Happy New Year! Warts and all.
Happy 2018 to all my readers, friends and followers. This time of year always makes me a little choked up. It’s a time to reflect on the past and put successes and failures behind, and focus on the future. For me, this year I should have two new books coming out. This first is called Finding Dreams and it is the third and final in my ‘old house romance’ series that includes Finding Home and Finding Secrets. Right now, I’m working on the final edits and proofread, and it’s nearly time to launch it out there to the world. Always a scary moment, but an exciting one too!
The second book is my new kids’ fiction book published by Chicken House under my real name, Laurel Remington. The title hasn’t been confirmed, yet, but it’s about a girl who transforms her mum’s grubby vintage clothing shop into something fabulous.
I’ve found this year to be a challenging one on the writing front. Some people struggle with their second novels, but for me, the third was difficult (in both genres). Not at the idea and first draft stage, but working on the seemingly endless edits, reworking, and polishing. I feel that the process put a lot of strain on my family, as I found it difficult to switch off my writer brain and turn on my real world brain. I also felt quite isolated. In the past I had a good writing friend that I could turn to in the tough moments, but unfortunately, this isn’t the case right now.
I guess this is a normal part of the process, but I hope that in 2018 I can use some of the lessons learned to make things easier going forward. I’m not quite sure how yet, but I’ve got some ideas below.
Plotting, more plotting, and even more plotting – OK, I’ve probably already messed this one up. I want to try to work out more of the details and problems on paper before they turn up in the first draft manuscript or the structural edit. But over the last few weeks when I’ve been edit-free, I’ve been ploughing on with something without a clue if it is working or not. Well, I guess I’ve still got 364 days to turn this one around.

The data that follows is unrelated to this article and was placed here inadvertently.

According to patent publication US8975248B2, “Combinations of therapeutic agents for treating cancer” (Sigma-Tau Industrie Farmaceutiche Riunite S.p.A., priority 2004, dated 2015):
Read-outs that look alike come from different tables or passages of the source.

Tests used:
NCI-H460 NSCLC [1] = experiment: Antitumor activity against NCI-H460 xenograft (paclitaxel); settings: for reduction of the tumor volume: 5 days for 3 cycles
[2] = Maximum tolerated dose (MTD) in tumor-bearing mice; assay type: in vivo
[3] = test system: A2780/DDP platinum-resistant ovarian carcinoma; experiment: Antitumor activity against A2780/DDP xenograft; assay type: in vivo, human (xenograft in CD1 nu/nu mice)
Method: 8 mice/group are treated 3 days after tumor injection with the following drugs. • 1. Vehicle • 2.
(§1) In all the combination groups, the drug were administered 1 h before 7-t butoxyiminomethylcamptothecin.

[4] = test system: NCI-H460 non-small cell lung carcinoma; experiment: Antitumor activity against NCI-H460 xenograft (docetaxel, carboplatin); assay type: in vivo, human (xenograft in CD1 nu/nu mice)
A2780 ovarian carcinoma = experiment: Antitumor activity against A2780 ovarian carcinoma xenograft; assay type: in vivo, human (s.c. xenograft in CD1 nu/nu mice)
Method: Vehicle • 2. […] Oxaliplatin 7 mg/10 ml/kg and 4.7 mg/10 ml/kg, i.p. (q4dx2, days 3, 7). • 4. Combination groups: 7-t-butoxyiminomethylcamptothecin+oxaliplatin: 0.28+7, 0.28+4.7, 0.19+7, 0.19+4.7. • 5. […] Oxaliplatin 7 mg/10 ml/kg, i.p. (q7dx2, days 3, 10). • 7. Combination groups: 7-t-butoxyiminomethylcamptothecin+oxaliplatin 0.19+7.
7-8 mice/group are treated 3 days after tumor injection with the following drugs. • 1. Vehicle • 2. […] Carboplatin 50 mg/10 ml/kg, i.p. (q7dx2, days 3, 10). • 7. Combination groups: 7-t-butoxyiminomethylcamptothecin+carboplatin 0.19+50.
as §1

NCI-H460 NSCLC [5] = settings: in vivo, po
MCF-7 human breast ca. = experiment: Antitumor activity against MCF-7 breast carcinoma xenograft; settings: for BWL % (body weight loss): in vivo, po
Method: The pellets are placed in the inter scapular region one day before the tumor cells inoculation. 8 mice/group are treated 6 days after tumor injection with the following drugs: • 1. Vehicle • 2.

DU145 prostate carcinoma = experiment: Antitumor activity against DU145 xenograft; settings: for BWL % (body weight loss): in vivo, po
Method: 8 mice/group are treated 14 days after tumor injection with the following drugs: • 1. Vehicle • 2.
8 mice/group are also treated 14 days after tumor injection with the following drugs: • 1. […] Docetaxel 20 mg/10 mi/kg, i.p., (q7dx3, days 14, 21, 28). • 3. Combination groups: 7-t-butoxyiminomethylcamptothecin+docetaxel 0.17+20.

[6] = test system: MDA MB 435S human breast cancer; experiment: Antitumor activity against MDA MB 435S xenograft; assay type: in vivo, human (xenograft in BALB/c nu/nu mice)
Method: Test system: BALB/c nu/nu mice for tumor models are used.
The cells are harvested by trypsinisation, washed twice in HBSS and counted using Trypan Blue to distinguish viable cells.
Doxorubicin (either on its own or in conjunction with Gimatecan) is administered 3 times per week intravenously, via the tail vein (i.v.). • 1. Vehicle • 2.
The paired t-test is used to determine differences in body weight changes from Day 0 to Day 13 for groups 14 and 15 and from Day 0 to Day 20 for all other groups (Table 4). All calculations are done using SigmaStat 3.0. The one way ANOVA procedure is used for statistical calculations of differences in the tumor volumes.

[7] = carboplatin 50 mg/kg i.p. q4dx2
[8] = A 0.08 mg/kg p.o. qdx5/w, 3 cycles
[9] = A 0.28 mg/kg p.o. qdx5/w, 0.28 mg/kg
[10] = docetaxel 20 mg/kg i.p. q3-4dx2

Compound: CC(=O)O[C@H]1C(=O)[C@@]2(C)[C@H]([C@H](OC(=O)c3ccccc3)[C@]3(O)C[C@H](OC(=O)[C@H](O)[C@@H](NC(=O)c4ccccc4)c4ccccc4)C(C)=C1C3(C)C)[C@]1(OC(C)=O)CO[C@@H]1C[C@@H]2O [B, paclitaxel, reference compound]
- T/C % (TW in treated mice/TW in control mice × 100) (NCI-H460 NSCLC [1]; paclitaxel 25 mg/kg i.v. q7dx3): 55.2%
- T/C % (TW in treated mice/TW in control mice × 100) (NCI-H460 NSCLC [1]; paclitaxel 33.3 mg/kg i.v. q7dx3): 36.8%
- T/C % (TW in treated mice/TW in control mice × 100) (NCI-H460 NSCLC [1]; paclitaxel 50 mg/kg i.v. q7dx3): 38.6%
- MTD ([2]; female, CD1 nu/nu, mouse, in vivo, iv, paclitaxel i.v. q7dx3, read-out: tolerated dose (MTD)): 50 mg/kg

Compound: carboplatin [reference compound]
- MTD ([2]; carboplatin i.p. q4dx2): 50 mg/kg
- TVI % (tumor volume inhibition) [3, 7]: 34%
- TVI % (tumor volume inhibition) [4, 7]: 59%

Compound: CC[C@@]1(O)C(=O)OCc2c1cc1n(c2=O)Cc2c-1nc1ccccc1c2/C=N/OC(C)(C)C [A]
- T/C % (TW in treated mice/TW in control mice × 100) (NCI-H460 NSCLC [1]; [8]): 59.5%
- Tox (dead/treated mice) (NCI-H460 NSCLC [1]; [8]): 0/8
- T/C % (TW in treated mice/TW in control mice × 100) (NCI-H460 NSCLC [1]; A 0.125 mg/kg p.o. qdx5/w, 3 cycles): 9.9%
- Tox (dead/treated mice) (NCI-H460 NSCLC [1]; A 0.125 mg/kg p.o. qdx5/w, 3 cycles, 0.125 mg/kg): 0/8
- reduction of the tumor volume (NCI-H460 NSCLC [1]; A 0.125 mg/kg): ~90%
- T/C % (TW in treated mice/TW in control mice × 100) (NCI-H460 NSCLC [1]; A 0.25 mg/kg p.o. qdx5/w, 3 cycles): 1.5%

Make writer friends – To be honest, I find organisations I belong to like the RNA a bit scary. I’m sure everyone is really lovely, but I’m not really that good with large social events like the pictures in the Romance Matters magazine shows. I’m hoping to perhaps arrange a meet-up with other new authors that are with my publisher. Start small, and go from there.
Waste less time – I’m sure we all struggle with this one. I tend to find the editing process really difficult to cope with, and waste a lot of time while I’m doing it. Obvious solutions involve getting rid of all internet-accessible devices and setting a timer. I feel like I shouldn’t have to do these things, but having identified the problem, I need to try something. (Oh yeah, and by writing this blog post, I’ve now spent half an hour that was allocated to proofreading!)
Find more effective ways to market – To be honest, a lot of the problems I’ve identified would go away if I could just sell more books. I’m sure a lot of people have this issue. I know that my books are different than what else is out there, and I know that there is an audience, but I just can’t quite reach them. I guess I need to spend some time doing more research on this, and get a better (or any) marketing plan in place.
Try to enjoy it more – When I give talks to schools, I often meet aspiring young writers and tend to give the following advice: ‘There are easier ways to earn a living, so focus on the part of the process that you enjoy’. It’s a prime example of ‘do what I say, not what I do’. I need to take more of my own advice and try to enjoy the little successes more, and really appreciate what a wonderful gift it is to be a writer.
I’m sure there are lots more things, but this seems plenty to start with. I wish you all the best for 2018.